Vinaya Pitaka (3): Khandhaka

by I. B. Horner | 2014 | 386,194 words | ISBN-13: 9781921842160

The English translation of the Khandhaka: the second book of the Pali Vinaya Pitaka, one of the three major ‘baskets’ of Therevada canonical literature. It is a collection of various narratives. The English translation of the Vinaya-pitaka (third part, khandhaka) contains many Pali original words, but transliterated using a system similar to the I...

Kd.1.11.1 Then the Lord addressed the monks, saying[1]: “I, monks, am freed from all snares, both those of devas[2] and those of men. And you, Vin.1.21 monks, are freed from all snares, both those of devas and those of men. Walk, monks, on tour for the blessing of the manyfolk, for the happiness of the manyfolk out of compassion for the world, for the welfare, the blessing, the happiness of devas and men. Let not two (of you) go by one (way.)[3] Monks, teach dhamma which is lovely at the beginning, lovely in the middle, lovely at the ending.[4] Explain with the spirit and the letter the Brahma-faring completely fulfilled, wholly pure. There are beings with little dust in their eyes, who, not hearing dhamma, are decaying, (but) if they are learners of dhamma, they will grow. And I, monks, will go along to Uruvelā, to the Camp township,[5] in order to teach dhamma.”

Kd.1.11.2 Then Māra, the Evil One, approached the Lord; having approached, he addressed the Lord with verses:

“Bound art thou by all the snares,
Both those of devas and of men,
In great bondage art thou bound,
Recluse, thou’lt not be freed from me.”[6]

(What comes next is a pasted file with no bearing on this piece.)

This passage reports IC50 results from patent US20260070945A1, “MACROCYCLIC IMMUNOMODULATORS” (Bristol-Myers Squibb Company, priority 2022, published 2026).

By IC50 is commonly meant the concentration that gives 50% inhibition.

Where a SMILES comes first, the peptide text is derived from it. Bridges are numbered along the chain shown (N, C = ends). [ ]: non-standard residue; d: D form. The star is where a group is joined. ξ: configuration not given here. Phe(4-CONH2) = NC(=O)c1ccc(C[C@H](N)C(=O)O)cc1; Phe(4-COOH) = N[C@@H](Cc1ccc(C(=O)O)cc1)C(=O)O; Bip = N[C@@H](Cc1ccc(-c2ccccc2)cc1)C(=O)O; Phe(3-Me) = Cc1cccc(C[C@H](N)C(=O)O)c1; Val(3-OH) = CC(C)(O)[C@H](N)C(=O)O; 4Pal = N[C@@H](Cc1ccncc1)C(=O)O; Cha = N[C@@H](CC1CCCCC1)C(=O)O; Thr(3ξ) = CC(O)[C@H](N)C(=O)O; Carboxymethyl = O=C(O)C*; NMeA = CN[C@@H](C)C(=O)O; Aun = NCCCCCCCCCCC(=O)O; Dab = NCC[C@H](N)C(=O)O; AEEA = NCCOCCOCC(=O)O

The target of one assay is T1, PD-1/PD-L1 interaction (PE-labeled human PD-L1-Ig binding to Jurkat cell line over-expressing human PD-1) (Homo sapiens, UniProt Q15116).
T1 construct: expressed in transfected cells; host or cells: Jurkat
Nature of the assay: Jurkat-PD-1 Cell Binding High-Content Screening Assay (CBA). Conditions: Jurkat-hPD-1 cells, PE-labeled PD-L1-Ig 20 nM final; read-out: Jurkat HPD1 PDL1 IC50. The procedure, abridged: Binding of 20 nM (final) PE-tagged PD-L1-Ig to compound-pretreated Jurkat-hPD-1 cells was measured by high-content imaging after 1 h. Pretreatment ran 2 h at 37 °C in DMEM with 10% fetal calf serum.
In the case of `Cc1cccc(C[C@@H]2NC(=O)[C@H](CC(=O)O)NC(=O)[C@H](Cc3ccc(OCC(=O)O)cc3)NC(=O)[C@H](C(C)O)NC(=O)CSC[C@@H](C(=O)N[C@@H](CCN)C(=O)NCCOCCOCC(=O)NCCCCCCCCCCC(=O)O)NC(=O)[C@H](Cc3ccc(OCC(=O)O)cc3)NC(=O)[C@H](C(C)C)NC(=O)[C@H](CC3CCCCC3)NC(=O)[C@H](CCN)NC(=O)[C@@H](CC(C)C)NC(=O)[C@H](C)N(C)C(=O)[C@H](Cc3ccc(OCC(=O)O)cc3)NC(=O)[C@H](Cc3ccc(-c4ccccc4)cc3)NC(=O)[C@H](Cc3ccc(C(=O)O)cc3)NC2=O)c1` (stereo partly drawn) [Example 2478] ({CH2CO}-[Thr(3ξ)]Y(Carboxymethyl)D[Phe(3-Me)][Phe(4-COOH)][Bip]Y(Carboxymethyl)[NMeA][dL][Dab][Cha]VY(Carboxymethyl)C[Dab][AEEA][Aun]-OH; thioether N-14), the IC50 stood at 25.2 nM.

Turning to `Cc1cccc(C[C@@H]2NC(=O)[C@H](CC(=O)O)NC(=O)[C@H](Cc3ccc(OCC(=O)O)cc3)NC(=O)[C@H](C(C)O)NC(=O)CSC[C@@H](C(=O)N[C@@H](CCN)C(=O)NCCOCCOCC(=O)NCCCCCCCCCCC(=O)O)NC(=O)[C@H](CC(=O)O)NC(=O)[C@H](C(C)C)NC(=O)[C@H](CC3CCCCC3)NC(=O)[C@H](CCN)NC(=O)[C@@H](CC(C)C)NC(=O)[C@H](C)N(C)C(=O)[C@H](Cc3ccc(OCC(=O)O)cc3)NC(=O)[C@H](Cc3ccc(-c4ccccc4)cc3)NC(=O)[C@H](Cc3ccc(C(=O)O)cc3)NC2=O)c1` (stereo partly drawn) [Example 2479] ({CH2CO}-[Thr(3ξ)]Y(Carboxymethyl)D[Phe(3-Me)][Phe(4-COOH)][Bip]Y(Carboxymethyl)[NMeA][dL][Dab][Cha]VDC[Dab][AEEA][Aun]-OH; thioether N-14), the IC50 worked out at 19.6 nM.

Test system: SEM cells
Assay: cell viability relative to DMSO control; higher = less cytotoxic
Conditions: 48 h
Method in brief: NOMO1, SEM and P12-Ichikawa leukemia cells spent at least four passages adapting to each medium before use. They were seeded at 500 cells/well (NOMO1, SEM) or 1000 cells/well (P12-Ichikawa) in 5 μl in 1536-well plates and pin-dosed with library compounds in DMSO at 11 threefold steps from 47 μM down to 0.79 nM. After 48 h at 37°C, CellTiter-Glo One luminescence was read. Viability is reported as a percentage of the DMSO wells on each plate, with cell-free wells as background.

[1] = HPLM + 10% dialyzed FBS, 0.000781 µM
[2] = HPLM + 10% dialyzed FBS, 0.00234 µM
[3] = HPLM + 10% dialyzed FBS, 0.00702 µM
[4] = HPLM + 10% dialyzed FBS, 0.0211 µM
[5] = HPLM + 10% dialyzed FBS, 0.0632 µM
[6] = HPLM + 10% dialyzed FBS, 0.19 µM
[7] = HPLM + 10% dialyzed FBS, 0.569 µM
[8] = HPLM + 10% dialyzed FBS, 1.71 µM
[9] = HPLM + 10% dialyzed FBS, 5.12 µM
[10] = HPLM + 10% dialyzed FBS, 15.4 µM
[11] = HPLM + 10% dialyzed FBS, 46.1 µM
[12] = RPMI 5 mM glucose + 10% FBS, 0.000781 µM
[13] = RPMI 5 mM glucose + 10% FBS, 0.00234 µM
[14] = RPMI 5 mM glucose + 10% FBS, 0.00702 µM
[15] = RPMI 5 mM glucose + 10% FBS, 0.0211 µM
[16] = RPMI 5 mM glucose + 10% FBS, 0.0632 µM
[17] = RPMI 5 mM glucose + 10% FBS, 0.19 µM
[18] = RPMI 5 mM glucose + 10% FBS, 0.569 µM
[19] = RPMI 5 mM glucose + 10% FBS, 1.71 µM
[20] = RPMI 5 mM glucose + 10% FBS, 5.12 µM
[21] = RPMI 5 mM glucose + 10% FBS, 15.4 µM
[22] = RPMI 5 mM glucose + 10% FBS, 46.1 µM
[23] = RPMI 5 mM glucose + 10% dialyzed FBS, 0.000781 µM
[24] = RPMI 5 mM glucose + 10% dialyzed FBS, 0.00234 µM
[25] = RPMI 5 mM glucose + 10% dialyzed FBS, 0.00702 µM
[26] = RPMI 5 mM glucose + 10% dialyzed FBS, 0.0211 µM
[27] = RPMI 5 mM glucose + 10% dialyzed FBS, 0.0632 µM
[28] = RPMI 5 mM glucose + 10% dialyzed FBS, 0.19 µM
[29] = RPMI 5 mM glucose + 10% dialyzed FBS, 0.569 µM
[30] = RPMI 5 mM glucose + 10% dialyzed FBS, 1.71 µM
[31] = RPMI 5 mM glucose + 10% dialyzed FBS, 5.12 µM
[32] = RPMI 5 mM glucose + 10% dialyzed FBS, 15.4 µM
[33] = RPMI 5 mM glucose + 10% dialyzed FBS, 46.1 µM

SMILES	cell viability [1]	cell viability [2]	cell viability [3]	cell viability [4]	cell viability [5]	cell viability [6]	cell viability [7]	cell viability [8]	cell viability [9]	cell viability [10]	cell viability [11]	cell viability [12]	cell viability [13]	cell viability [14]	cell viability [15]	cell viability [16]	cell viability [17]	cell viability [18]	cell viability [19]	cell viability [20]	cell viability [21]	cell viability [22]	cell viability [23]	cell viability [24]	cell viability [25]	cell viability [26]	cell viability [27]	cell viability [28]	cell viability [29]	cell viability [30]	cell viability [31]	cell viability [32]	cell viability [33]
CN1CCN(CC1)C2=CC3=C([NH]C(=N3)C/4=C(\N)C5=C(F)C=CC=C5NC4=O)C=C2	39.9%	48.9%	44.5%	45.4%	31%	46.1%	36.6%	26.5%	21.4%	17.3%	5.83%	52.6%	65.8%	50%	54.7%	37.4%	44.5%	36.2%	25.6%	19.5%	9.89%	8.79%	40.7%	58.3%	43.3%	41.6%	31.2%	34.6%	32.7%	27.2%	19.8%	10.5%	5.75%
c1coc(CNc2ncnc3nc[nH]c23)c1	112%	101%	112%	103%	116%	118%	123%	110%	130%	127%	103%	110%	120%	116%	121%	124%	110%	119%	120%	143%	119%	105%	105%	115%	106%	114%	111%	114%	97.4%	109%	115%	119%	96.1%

BD.4.29 “Freed am I from all the snares,
Both those of devas and of men,
From great bondage am I freed,
Humbled art thou, O End-maker.”[7]

“The tale of mind-impressions is a snare
That weaves its tallies to and fro in air.
With these will I have wherewith to fetter thee,
Recluse, thou wilt not be freed from me.”[8]

“Sights, sounds, scents, tastes,[9] and things to touch,
Bringing delights to mind of man-for such
All wish, all will, for me is past and gone,
Humbled art thou, O End-maker.”

Then Māra, the Evil One, thinking, “The Lord knows me, the well-farer knows me,” pained, afflicted, vanished then and there.

Kd.1.11.3 Told is the Talk on Māra.

Footnotes and references:




dibba; neither “divine” (Vinaya Texts i.112) nor “celestial” (KS.i.131) is exactly right for this difficult adjective which means deva-ish, pertaining to devas.


ekena can also mean together, but above is interpretation given at Vin-a.966, and cf. SN-a.i.172.


SN-a.i.172 gives differing but related arrangements of subjects included under “beginning, middle and end”.


Senānigama here and at MN.i.166; for the variant spelling used at e.g. SN.i.106, Ja.i.68, see Vinaya Texts i.113, n.1, KS.i.132, n.5; Dictionary of Pali Proper Names; E.J. Thomas, Life of Buddha, p.230. There was a tradition that in old times it had been an army’s camping place, MN-a.ii.173, SN-a.i.172, the town where Senāni, Sujāta’s father lived.


These four lines with the next four also at SN.i.106.


Antaka, explained at Vin-a.966 as an inferior, low being; a name of Māra. Cf. Thig.59, Thig.62, Thig.195; also Dhp.48, where not used in this way.


These four lines and the next four occur also at SN.i.111.


The Vinaya version puts scents before tastes in the usual way. SN.i.111 reverses the order; see KS.i.140, n.3. Cf. Kd.5.1.27; Snp.387, Snp.759, Thag.455. Thag.895. AN.iii.69.

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